I am very disappointed in Canon Jacobs' article. He continues to stir up issues that are not really there to favor his point. Trayvon Martin was NOT killed by a white racist. Zimmerman is a Hispanic, not a "white" person. He is as white as President Obama and Tiger Woods. I never hear anyone say that Obama or Woods are white. Gee why is that? But the media and radical black leaders wanted Zimmerman to be white so they could stir up the racism card. What happened was a tragedy for sure. One person is dead and the others' life is ruined. But to try to blame racism as the cause is just irresponsible and self serving. Recently a white kid about the same age as Trayvon was killed in Paterson NJ by a black man. Isaac Rinas had just graduated Wayne Valley HS and was shot a couple of hours later. Why no national outrage when a white person is killed by a black man? OH he deserved it - he was down in Paterson trying to buy a gun. Well guess what, there are pictures of Trayvon with a hand gun while smoking a joint. Does that mean he deserved to die? - the answer is no, same as it is for Issac Rinas. But no outrage for Rinas. No articles in the VOICE saying we need to stop the violence. "Washington, D.C., 3 out of every 4 young black men can expect to serve some time in prison." Well that statistic is astonishing by itself without any other facts. But when you find out the majority of the crimes they are in jail for are crimes against other black people it tells a different story. But you rarely hear a black radical leader telling their own young men to stop the crime against one another. They always put the blame on the 'white man'. Some black leaders do, but more should instead of trying to blame someone else. What President Obama was saying to the students is to stop using excuses and go out and be a good person who works hard and you will be successful. Hard work and perseverance is timeless in a formula for success. Are there racist people in this world? Absolutely and they come in all colors, white, black brown, yellow, etc. Heck Trayvon used a racial slur when talking about Zimmerman to his girlfriend. He called him a ‘crazy cracker’. Yes that is a racial slur. As a white person I am offended by the term because I do not think of myself as a racist. The majority of people in this country are not racist. Because if we were we would not have elected President Obama, twice. A white person with his lack of experience would never have even been nominated - by either party, Democrat or Republican. As a white person I get mad when a politician uses the race card when race is not even an issue. When racism is an issue I fully support the cause to make it right. But when racism is played up in a situation when it really is not there – like with the Trayvon tragedy - it makes me numb to the racism cause. It is like the boy who cried wolf.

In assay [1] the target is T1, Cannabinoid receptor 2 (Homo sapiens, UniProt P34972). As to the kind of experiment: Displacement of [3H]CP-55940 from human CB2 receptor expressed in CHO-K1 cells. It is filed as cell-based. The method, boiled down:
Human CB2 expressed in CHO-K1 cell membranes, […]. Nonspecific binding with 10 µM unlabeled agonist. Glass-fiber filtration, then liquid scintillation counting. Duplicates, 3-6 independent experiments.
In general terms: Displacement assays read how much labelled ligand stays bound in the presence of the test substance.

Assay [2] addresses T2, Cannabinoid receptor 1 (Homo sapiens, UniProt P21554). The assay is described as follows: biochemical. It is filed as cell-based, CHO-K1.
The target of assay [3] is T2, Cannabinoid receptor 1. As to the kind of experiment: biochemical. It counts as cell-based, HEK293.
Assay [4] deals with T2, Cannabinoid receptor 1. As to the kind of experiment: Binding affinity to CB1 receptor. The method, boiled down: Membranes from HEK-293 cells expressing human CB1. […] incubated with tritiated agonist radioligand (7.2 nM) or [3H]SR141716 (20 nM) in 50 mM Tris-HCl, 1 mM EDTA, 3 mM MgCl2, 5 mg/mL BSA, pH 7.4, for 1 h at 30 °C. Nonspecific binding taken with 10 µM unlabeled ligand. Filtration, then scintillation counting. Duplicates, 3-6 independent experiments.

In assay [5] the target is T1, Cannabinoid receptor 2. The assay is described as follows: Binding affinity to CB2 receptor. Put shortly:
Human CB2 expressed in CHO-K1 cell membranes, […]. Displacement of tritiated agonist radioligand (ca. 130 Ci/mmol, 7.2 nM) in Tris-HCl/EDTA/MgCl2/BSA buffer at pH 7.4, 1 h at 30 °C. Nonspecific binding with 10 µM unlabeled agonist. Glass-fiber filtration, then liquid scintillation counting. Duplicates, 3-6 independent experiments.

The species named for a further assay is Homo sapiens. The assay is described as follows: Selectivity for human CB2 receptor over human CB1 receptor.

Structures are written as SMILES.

It's a shame that the writer of this piece chose to remain anonymous. While it makes a number of valid and thought provoking points, it detracts measurably from its credibility that its author lacked the courage of conviction to put his/her name next to his/her ideas. The unfortunate "giveaway" is the gratuitous insult to our President, one that makes the oft-repeated but patently absurd right-wing assertion that "[a] white person with his lack of experience would never have even been nominated - by either party, Democrat or Republican." Much as the writer goes to great pains to disclaim even a touch of racism, this would seem to belie that claim, for it is so easily refuted and so totally irrelevant to the thrust of the writer's ostensible stated purpose.